“We have 10,000 offices across the country,” said Chase. “And we provide an incredible amount of help and confidence through our primary services, which is helping people with their taxes. But an important responsibility that comes with being in so many communities across the country is that we need to be providing help away from the tax desk.”
That process resulted in their new, overarching community impact platform, Make Every Block Better.
They spent the bulk of 2019 digging into the appropriate way to demonstrate their brand purpose, what feels right for their brand, and where corporate responsibility is going as an industry.
“From there, we also thought about how we give our associates a way to give back in a meaningful manner across all of our communities,” said Chase. “Being across 10,000 communities, how that looks can vary a lot. We needed to figure out how to impact all of them in a meaningful way that made sense for that entire breadth of our footprint.”
As they were doing that work, the problem they began to focus on was increasingly disconnected communities.
Chase and his team identified this problem after seeing a Pew research study that only 31 percent of Americans know all of most of their neighbors, as well as studies from the Harvard Business Review’s CEO Snapshot Survey and Cigna that half of chief executives experience loneliness and 40 percent of adults are increasingly isolated from the community around them.
Once they settled on that problem, they began creating a series of programs and partnerships to incorporate into Make Every Block Better.
“It’s going to take a multifaceted approach to address this problem,” said Chase. “We looked at the universe of organizations who help communities. Then it was a narrowing process of looking at each partner, whether it’s a nonprofit partner or a for-profit organization, to see how they do that, assess how they’re aligned with our mission, and understand the work they do.”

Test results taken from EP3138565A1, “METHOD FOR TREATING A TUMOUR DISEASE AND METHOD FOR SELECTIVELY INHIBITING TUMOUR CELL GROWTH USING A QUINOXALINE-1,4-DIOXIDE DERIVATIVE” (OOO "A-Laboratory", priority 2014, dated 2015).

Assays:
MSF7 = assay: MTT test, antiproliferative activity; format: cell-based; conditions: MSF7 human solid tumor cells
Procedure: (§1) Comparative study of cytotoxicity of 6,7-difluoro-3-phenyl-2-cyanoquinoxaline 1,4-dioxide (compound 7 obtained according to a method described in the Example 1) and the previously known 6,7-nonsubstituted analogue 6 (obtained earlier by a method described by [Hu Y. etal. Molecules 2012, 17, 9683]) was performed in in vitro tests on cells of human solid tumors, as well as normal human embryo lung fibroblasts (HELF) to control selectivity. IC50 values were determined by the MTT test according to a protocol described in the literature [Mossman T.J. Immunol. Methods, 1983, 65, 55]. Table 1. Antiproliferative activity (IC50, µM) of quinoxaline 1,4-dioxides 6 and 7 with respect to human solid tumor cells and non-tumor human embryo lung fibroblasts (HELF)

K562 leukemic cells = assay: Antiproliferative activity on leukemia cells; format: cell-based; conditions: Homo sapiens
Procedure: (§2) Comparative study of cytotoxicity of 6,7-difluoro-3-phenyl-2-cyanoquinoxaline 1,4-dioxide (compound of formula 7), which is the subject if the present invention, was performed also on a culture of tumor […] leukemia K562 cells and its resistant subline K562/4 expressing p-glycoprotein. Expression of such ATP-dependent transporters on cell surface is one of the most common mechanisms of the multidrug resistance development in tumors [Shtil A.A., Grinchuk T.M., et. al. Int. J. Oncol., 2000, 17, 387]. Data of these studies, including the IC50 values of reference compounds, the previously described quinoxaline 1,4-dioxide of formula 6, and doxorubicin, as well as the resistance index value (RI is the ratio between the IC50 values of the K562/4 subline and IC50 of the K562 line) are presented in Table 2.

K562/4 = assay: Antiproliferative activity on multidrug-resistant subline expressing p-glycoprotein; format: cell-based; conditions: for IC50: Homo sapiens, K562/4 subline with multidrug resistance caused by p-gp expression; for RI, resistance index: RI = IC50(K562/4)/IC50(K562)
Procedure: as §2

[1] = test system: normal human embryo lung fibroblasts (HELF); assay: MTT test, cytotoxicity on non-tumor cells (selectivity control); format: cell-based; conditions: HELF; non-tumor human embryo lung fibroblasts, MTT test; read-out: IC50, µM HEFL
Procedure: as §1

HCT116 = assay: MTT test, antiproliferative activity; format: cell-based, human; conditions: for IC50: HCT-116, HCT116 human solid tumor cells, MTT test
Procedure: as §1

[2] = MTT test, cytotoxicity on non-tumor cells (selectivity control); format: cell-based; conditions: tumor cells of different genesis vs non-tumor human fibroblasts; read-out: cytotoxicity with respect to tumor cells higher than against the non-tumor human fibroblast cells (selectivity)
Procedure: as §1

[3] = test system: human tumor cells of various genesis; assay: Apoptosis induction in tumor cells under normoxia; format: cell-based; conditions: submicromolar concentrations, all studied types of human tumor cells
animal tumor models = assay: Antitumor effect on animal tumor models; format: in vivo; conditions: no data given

He said they pushed themselves outside of just nonprofit partners to look at more innovative ways they can try to address the problem as well.
According to Chase, that’s what resulted in their unique mix of partnerships.
The first partners they decided on were the Kauffman Foundation, one of the preeminent organizations focused on entrepreneurs and small business owners, and an organization in Kansas City (where H&R Block’s headquarters are located) called the KCRise Fund, which provides venture capital for small business owners.
“Another, more unique partner is Nextdoor,” said Chase. “Their mission is to enable connections that ultimately build stronger communities. That matched up perfectly with what we hope to do, so next month we’ll be announcing an effort with them that aims to bring Make Every Block Better to every neighborhood in America.”
From a programmatic standpoint, they wanted to focus on two key areas: small businesses and neighborhoods.
“We knew we wanted to help small business owners to connect, because we believe the more you connect a small business owner, the more likely they are to succeed,” said Chase. “And, the more successful small businesses in the community, the more vibrant and thriving that community is.”
Then, on the other side, they wanted to try and impact the spaces and places where neighbors have the opportunity to connect.